Happy! - Nov 26 (Norbert Wiener)
Subject: Happy! - Nov 26 (Norbert Wiener)|
From: Abby Sale
Date: 26 Nov 05 - 11:21 AM
US mathematician & inventor of cybernetics,
I always thought the expression originated relative to the guy drummed out of the US Marines, because he was found to be "Rotten to the Corps." [Baumbaum]
I'd always heard it as 1/2 of a 'your sister...' class of barroom brawl provoking insults. i.e. 'Your sister was rotten to the corps... but very generous with the infantry' [Greg Bullough]
Copyright © 2005, Abby Sale - all rights reserved
What are Happy's all about? See Clicky
Subject: RE: Happy! - Nov 26 (Norbert Wiener)|
Date: 26 Nov 05 - 01:45 PM
Norbert was a true "child prodigy" who continued to demonstrate real genius to the end of his life. In his later years as a teacher, he was urged to publish his knowledge but generally ignored the requests. Several large bodies of his theories are documented only because selected students in his advanced classes photographed everything he wrote on the chalkboards, recorded what was said in class, wrote and explained the theory, and received (and deserved) PhD thesis credit for their work.
One such student included in his raw notes, submitted with the thesis-in-progress to a thesis advisor, numerous sections in which the notes were concluded with the notation "P.B.E." in a manner similar to the customary usage of "Q.E.D." When asked to explain, he said it was one of Norbert's favorite methods of proving something: "Proof By Erasure." (He was noted for moving swiftly through the subject matter.) A student hoping to use a "Norbert" thesis topic would anticipate taking the same class several times, but many students did anyway.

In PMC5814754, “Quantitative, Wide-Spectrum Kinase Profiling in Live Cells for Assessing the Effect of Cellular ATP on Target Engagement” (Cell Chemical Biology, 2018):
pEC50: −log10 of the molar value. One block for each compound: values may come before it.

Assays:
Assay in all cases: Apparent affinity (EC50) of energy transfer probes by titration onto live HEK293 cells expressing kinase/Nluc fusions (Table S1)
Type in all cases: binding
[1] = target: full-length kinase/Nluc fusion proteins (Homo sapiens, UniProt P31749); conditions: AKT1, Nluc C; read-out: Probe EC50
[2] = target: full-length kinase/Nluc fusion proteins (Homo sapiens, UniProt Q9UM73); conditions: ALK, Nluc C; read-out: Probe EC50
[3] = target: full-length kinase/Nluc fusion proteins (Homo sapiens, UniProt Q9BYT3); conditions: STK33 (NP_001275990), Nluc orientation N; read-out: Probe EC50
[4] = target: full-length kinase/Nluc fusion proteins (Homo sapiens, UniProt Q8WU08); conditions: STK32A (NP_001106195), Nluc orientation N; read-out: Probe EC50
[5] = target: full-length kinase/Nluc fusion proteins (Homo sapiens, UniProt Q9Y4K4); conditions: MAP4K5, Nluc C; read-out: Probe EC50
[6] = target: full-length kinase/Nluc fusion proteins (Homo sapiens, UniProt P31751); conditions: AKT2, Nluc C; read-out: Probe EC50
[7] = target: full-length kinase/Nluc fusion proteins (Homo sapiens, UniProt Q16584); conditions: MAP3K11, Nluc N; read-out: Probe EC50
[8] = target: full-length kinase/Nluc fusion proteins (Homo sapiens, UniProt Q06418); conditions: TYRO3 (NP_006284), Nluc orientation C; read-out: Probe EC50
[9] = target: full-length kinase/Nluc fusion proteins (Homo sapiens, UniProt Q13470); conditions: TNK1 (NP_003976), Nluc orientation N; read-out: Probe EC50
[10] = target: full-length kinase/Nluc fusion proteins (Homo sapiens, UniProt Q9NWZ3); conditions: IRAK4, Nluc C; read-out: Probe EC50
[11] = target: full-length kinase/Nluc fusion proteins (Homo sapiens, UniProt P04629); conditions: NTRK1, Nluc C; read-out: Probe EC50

It is reported that Norbert was very concerned about the potential for use of his theories on artificial intelligence for "antisocial purposes," and for this reason he declined to accept military funding, and to large extent any government funding, for his research, and was thereby "isolated" by others who were doing such work. I can't say for sure, but I suspect that it was more the narrow field in which he worked, somewhat typical for advanced mathematicians, that isolated him from peers who weren't specifically interested in what he was doing - and knowledgeable enough to figure out what he was doing.
Norbert was not noted for his "social graces," and represented himself as the "typical absent-minded professor." A widely circulated story, that several people claimed to have heard him tell about himself went:
"We moved the other day, and of course my wife took care of the details. I forgot all about it until I got home and found the house locked up and deserted. When I thought about it a bit, I remembered my wife saying she'd written our new address on a piece of paper that she'd placed in my pocket, so I searched everywhere; but apparently I must have used the paper for some notes and discarded it or left it at the office.
"I was beginning to be very concerned since I had no idea where our new house was, when I saw a little girl playing nearby. I approached her and said 'My name is Norbert Wiener. I used to live here, but we've moved. Do you know where my new house is?' to which the little girls said 'It's alright Daddy. Mommy sent me to get you.'"
Numerous similar "Wienerisms" were widely circulated, and like banjo jokes most of them were probably true.